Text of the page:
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Legendary movie producer Jerry Bruckheimer has revealed Tom Cruise demanded Val Kilmer be included in the Top Gun sequel.
There was no way Cruise wasn't going to be a part of the highly-anticipated follow up to the 1986 film, however Val's inclusion was up in the air.
The actor had battled throat cancer for two years and his normal speaking voice had been all but erased.
Despite this, Tom Cruise said Kilmer had to reprise his role as Iceman for Top Gun: Maverick.
Jerry Bruckheimer told People: "He said, 'We have to have Val, we have to have him back. We have to have him in the film'.
"And he was the driving force. We all wanted him, but Tom was really adamant that if he's going to make another Top Gun, Val had to be in it."
Val has been keen to take on the character of Iceman ever since rumours of the sequel started to leak out of Hollywood.
When the sequel's title, Maverick, was unveiled back in 2017, the actor wrote on Instagram: "I'm ready Tom - still got my Top Gun plaque. Still got the moves! Still got it!"
Bruckheimer said it was 'very emotional' when Cruise and Kilmer reunited on set for the film and promises audiences will be just as overwhelmed with emotion when they see the pair on screen.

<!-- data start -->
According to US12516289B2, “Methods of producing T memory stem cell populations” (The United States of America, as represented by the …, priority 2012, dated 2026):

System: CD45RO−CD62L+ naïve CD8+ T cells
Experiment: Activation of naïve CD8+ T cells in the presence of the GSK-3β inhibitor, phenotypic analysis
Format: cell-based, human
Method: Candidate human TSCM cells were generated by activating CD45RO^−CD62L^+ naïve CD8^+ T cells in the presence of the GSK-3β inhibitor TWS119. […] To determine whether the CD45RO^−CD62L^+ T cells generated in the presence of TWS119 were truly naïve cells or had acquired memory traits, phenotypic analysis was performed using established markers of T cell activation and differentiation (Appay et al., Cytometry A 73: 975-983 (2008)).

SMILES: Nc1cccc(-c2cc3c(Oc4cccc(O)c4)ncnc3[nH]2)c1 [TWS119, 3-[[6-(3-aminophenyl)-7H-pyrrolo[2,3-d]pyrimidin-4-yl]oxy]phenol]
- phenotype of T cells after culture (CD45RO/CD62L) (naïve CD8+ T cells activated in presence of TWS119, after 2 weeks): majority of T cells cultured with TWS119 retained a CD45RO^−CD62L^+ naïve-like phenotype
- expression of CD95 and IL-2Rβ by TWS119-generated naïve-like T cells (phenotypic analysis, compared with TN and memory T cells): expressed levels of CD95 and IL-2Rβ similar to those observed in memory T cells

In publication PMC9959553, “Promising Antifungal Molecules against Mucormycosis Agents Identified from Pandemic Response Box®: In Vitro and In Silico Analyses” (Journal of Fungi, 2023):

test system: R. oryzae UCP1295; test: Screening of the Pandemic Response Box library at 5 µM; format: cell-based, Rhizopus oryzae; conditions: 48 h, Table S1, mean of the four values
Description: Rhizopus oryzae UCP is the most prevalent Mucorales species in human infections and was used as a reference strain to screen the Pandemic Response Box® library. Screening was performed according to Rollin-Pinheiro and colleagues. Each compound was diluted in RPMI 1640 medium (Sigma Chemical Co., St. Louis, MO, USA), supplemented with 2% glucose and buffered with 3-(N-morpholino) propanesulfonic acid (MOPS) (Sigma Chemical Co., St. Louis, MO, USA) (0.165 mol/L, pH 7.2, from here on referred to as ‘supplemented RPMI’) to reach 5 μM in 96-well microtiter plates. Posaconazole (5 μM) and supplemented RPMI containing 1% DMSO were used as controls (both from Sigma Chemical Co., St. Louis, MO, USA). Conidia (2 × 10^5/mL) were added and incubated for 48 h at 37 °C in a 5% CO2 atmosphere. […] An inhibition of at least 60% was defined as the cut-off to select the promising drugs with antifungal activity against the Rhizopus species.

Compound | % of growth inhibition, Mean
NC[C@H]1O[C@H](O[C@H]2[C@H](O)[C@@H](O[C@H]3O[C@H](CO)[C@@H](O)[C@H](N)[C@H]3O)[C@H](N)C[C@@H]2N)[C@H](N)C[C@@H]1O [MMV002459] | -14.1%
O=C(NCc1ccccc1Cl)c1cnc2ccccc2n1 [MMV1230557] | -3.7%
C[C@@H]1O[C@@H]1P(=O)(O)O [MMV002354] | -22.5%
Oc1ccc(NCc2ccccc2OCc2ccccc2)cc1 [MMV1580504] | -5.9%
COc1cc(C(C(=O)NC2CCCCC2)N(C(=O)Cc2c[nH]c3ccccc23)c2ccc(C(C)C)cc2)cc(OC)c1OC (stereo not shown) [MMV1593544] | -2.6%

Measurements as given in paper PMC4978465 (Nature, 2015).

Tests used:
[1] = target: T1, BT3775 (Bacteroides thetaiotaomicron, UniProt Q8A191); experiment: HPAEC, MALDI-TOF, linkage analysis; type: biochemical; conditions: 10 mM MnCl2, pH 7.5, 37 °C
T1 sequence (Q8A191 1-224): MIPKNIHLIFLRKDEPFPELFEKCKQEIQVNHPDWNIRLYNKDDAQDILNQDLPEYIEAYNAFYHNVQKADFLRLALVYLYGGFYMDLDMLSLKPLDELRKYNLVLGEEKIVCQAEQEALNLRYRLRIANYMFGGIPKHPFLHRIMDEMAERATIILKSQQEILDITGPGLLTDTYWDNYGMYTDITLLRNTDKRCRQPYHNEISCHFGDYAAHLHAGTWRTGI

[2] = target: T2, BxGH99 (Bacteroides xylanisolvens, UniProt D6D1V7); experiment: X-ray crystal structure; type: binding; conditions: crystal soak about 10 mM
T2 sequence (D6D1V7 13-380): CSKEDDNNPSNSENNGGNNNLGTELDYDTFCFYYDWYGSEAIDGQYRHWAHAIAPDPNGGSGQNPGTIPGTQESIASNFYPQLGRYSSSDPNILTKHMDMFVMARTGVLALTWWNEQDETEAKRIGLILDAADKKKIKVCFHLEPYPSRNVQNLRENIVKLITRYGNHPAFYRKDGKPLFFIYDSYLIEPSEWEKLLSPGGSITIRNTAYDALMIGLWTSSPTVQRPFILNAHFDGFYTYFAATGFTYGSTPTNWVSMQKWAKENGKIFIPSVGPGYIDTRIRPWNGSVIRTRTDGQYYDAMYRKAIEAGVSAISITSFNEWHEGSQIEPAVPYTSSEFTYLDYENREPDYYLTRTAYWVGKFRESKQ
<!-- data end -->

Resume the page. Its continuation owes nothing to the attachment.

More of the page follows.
It's unclear how Kilmer's character will be able to function if he's unable to talk.
The actor had to undergo a tracheotomy - an incision in the neck to help with breathing - during his recovery from throat cancer.
In a new documentary detailing his life and cancer battle, he revealed how he now uses a digital voice box to communicate to the world.
However, recent technology has helped give the 61-year-old his voice back in a different way.
Tech company Sonantic used artificial intelligence to combine past recordings of the actor's voice from his various roles to create a near perfect rendering of his speech pattern.
A 'voice engine' then used fine-tuned algorithms to train the model and 40 different voice models were created.
The best and most expressive one was then selected for Kilmer, and he will be able to improve it further as he uses it, adjusting parameters like pacing and pitch to tailor his delivery.
Kilmer said it was an 'incredibly special gift', adding: "I'm grateful to the entire team at Sonantic who masterfully restored my voice in a way I've never imagined possible.
"As human beings, the ability to communicate is the core of our existence and the effects from throat cancer have made it difficult for others to understand me.
"The chance to tell my story, in a voice that feels authentic and familiar, is an incredibly special gift."
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